NCPA - National Center for Policy Analysis


January 9, 2009

Federal tax-filing requirements have become so complex that they eat up 7.6 billion work hours a year, making the overall compliance effort equivalent to one of the nation's largest industries, a new federal report found.

Annual preparation of Form 1040, filed by most individual taxpayers, alone consumes 3.6 billion hours, or an average of 26 hours and 40 minutes, Nina Olson, the IRS' national taxpayer advocate, estimated Wednesday in her annual report to Congress. 

Other findings:

  • The tax code contains at least 11 incentives to save for education, but eligibility and definitions of common terms vary from one provision to another.
  • About 77 percent of income subject to the Alternative Minimum Tax, originally enacted to prevent the wealthy from using loopholes to avoid any taxes, now is attributable to family size or living in a high-tax state.
  • Congress has enacted several provisions that spare taxpayers from having canceled debts being treated as taxable income; to qualify, taxpayers must file a form that is complex and unfamiliar even to many tax preparers.
  • Regulations for the Earned Income Tax Credit, a provision that benefits about 22 million low-income filers each year, are so complex that they lead to improper claims by taxpayers and improper IRS denials.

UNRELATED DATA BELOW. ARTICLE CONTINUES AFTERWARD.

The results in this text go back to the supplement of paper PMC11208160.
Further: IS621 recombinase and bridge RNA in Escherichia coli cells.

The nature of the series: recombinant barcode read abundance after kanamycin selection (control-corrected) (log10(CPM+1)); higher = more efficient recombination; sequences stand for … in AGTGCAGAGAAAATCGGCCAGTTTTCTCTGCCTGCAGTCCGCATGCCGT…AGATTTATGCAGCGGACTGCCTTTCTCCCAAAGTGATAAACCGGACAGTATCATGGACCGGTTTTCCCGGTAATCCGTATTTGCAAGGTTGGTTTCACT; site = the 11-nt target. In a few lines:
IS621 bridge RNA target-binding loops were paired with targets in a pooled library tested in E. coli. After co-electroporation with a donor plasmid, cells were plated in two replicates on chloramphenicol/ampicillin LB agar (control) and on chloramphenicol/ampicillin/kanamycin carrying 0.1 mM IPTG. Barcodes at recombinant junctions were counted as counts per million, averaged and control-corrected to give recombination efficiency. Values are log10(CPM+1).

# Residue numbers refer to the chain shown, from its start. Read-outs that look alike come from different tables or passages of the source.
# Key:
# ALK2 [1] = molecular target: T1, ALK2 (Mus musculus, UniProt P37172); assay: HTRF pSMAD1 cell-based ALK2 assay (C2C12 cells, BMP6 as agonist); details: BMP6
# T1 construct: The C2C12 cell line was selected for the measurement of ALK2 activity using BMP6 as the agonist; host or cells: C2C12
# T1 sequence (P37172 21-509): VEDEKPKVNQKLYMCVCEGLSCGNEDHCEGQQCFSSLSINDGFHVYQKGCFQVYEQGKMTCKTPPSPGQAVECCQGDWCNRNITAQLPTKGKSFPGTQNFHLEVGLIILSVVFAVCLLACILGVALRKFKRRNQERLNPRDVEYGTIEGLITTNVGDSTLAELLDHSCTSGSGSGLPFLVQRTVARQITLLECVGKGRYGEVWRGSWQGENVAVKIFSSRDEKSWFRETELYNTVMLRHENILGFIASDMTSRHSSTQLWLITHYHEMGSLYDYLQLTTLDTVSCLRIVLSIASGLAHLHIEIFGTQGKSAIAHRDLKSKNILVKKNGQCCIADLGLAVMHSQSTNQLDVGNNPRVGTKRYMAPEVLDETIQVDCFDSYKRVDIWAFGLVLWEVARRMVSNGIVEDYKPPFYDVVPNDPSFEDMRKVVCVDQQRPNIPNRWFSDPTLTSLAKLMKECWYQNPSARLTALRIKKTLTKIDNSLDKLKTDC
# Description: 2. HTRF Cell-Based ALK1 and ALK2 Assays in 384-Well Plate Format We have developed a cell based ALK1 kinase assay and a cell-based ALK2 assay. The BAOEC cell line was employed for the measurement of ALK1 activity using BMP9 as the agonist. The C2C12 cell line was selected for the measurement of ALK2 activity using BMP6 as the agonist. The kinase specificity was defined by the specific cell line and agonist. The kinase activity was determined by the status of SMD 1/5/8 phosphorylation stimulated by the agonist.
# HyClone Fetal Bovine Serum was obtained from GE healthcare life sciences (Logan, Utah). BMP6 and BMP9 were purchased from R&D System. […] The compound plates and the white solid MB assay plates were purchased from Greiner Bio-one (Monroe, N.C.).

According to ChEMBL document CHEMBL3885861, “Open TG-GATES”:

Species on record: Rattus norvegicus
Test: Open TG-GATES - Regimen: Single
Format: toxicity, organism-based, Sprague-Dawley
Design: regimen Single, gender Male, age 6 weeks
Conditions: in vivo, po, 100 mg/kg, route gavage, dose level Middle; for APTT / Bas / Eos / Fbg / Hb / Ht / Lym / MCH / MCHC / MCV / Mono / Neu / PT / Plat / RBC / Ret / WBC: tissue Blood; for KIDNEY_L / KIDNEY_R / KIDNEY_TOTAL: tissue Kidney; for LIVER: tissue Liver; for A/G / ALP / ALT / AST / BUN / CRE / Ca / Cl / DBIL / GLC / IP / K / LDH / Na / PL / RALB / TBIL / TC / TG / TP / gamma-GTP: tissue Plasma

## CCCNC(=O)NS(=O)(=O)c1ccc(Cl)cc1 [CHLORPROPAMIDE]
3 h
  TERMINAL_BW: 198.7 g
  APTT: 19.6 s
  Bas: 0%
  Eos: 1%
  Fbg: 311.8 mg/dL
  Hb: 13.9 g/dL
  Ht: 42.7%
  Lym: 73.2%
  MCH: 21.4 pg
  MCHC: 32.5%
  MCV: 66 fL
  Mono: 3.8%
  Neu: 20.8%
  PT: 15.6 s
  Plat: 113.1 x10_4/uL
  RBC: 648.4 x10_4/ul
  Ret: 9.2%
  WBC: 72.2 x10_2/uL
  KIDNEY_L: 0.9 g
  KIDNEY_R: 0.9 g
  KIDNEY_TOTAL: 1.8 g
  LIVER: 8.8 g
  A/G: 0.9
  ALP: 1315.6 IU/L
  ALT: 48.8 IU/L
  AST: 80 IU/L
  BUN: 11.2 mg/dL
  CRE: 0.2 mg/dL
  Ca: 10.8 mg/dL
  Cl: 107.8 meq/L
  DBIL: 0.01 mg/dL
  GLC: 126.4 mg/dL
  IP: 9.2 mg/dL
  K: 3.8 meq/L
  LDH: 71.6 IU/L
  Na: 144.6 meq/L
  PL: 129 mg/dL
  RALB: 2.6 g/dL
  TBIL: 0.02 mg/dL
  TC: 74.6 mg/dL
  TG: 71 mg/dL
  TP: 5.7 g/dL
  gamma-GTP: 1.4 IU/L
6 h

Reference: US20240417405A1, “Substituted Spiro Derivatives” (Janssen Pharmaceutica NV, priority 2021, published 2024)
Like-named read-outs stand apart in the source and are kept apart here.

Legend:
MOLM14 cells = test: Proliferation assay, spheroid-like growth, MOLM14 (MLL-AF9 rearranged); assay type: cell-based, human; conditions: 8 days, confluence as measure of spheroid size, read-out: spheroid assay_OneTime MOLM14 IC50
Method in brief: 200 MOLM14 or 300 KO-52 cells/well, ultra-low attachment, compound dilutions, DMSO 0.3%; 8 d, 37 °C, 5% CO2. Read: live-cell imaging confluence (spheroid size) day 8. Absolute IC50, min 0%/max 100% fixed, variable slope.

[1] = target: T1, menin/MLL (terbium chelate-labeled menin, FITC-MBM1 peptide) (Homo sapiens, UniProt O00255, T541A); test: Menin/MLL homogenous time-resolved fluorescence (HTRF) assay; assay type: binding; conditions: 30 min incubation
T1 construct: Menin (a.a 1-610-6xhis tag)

The Tax Foundation, a non-profit group that favors lower taxes, added that the code distorts taxpayer planning and actions.

"A corporation shouldn't have to make business decisions based on what the tax code is going to do to them, but rather on conditions in the market," said Matt Moon, a Tax Foundation spokesman.

Olson urged Congress to make tax code simplification a priority, eliminate provisions that "entrap" taxpayers and make the filing process easy enough that no help from tax preparers is needed and liability can be calculated on a single form. She also called for a regular tax code review.

"Taxpayers deserve better than a tax system so complex that honest taxpayers often overpay while sophisticated taxpayers often find loopholes," the report concluded.

Source: Kevin McCoy, "New report: Doing taxes takes up 7.6 billion work hours a year," USA Today, January 8, 2009.

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